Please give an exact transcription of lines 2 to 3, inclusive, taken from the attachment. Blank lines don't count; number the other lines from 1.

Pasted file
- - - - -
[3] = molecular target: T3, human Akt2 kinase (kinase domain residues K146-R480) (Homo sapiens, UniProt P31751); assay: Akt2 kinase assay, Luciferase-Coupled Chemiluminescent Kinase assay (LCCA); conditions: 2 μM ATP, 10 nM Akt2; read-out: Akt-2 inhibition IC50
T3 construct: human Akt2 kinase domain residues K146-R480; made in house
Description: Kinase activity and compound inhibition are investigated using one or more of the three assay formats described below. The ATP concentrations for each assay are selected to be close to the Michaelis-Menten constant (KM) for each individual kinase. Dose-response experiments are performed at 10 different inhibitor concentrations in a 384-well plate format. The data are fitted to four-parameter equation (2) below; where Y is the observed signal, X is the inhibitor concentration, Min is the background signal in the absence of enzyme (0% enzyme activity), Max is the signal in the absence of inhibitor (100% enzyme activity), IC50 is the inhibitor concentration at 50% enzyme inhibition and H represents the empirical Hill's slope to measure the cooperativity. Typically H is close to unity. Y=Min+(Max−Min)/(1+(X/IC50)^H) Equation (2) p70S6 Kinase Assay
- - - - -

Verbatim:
T3 construct: human Akt2 kinase domain residues K146-R480; made in house
Description: Kinase activity and compound inhibition are investigated using one or more of the three assay formats described below. The ATP concentrations for each assay are selected to be close to the Michaelis-Menten constant (KM) for each individual kinase. Dose-response experiments are performed at 10 different inhibitor concentrations in a 384-well plate format. The data are fitted to four-parameter equation (2) below; where Y is the observed signal, X is the inhibitor concentration, Min is the background signal in the absence of enzyme (0% enzyme activity), Max is the signal in the absence of inhibitor (100% enzyme activity), IC50 is the inhibitor concentration at 50% enzyme inhibition and H represents the empirical Hill's slope to measure the cooperativity. Typically H is close to unity. Y=Min+(Max−Min)/(1+(X/IC50)^H) Equation (2) p70S6 Kinase Assay